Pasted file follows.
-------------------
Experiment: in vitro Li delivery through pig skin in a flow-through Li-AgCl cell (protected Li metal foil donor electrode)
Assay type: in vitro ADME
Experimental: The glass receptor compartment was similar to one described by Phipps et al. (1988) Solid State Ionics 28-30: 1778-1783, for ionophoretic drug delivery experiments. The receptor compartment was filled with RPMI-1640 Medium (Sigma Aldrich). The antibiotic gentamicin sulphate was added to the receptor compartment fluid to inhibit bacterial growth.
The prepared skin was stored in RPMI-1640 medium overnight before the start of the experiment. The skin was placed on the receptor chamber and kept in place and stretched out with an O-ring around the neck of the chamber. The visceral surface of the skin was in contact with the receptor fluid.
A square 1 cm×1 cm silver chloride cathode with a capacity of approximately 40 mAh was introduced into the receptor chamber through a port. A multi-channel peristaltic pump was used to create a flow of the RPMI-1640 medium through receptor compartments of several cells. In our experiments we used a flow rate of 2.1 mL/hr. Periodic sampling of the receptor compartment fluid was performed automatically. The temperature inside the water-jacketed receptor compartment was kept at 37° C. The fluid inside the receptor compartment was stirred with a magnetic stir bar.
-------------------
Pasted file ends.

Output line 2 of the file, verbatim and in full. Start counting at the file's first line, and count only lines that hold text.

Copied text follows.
Assay type: in vitro ADME